While they found no significant association between the legislation and childhood obesity trends overall, they did find significant reductions in obesity risk among children living in poverty--a population that is particularly reliant on school meals. Among these children, the risk of obesity, which had been trending steadily upwards prior to the legislation going into effect, declined substantially each year following the act's implementation, translating to a 47% reduction in obesity prevalence in 2018 from what would have been expected without the legislation.

The researchers conclude that the Healthy, Hunger-Free Kids Act's science-based nutritional standards should be maintained to support healthy growth, especially among children living in poverty. They also suggest that policymakers consider strategies to increase participation in school meals programs.

"Based on our study, as well as research that USDA and other researchers have conducted showing improvements in diet, the improved school meals standards have been a great public health success story," said first author Kenney. "These healthier school meals are helping to protect the health of the children who have been placed at highest risk for poor health, and they reduce hunger while also reducing their risk of chronic diseases later in life."

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Other Harvard Chan School authors of the Kenney study included: Jessica Barrett, Sara Bleich, Zachary Ward, Angie Cradock, and Steven Gortmaker.

Funding for the Philadelphia beverage tax study came from Bloomberg Philanthropies.

Funding for the Healthy, Hunger-Free Kids Act study came from JPB Foundation (Grant No. 1085). Jessica Barrett, Zachary Ward, Sara Bleich, Angie Cradock, and Steven Gortmaker were supported by the National Institutes of Health (Grant No. R01HL146625). Erica Kenney, Barrett, Bleich, Cradock, and Gortmaker were supported by the Centers for Disease Control and Prevention (CDC) (Grant No. U48DP006376). Gortmaker was supported by the Robert Wood Johnson Foundation.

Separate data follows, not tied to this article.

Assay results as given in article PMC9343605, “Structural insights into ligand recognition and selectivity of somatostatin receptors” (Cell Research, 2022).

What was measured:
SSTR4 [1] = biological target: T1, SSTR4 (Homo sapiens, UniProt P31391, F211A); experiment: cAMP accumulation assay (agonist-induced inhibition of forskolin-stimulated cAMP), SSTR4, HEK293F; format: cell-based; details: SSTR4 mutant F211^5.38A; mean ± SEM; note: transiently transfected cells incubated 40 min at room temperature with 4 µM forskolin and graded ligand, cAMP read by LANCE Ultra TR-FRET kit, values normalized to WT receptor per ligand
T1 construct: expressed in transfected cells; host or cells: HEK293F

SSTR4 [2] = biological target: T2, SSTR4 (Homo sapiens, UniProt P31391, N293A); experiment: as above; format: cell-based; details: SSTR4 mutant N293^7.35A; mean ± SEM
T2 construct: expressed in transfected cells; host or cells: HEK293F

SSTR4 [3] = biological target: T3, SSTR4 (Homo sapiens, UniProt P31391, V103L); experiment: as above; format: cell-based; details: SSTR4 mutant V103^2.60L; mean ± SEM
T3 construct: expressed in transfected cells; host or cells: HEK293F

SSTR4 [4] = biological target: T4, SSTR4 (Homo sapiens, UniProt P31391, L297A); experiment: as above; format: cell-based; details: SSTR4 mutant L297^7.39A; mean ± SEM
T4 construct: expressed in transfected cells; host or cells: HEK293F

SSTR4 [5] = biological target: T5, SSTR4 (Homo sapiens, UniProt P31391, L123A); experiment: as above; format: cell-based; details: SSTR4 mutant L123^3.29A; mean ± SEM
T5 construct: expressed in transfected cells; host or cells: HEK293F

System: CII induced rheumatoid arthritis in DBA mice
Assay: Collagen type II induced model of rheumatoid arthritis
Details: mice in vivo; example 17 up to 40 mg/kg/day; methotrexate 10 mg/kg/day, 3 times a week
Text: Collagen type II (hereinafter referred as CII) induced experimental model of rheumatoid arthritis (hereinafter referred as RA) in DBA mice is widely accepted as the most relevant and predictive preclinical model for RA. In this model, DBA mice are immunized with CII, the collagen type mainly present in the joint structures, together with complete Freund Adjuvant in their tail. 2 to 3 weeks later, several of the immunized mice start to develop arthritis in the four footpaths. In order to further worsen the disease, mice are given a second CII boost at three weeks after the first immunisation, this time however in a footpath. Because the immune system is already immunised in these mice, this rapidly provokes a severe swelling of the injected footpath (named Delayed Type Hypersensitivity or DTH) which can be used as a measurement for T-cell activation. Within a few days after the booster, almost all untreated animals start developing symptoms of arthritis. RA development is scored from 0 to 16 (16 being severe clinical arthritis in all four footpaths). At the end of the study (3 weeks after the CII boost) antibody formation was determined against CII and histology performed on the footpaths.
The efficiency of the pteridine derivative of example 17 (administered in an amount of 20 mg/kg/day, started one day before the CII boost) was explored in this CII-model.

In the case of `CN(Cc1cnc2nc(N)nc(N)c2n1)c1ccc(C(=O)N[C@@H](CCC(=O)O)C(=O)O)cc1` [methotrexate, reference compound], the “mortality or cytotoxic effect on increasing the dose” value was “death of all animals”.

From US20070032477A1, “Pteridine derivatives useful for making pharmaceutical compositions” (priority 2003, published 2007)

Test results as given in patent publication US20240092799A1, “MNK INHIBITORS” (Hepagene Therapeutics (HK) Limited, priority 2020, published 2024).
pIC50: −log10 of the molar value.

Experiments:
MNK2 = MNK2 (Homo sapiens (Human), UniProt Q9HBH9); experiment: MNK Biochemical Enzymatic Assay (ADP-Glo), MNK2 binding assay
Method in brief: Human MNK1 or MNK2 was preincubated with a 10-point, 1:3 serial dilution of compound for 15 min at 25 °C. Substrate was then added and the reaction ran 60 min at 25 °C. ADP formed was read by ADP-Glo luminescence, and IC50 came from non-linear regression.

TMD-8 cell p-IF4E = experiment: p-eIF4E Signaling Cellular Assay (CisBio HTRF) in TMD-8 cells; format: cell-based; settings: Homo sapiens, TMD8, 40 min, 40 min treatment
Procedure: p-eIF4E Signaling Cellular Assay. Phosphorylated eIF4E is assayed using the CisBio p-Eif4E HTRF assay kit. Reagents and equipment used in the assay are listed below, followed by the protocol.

"The Association Of A Sweetened Beverage Tax With Changes In Beverage Prices And Purchases At Independent Stores," Sara N. Bleich, Hannah G. Lawman, Michael T. LeVasseur, Jiali Yan, Nandita Mitra, Caitlin M. Lowery, Ana Peterhans, Sophia Hua, Laura A. Gibson, and Christina A. Roberto, Health Affairs, online July 7, 2020, doi: 10.1377/hlthaff.2019.01058

"Impact Of The Healthy, Hunger-Free Kids Act On Obesity Trends," Erica L. Kenney, Jessica L. Barrett, Sara N. Bleich, Zachary J. Ward, Angie L. Cradock, and Steven L. Gortmaker, Health Affairs, online July 7, 2020, doi: 10.1377/hlthaff.2020.00133

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Harvard T.H. Chan School of Public Health brings together dedicated experts from many disciplines to educate new generations of global health leaders and produce powerful ideas that improve the lives and health of people everywhere. As a community of leading scientists, educators, and students, we work together to take innovative ideas from the laboratory to people's lives--not only making scientific breakthroughs, but also working to change individual behaviors, public policies, and health care practices. Each year, more than 400 faculty members at Harvard Chan School teach 1,000-plus full-time students from around the world and train thousands more through online and executive education courses. Founded in 1913 as the Harvard-MIT School of Health Officers, the School is recognized as America's oldest professional training program in public health.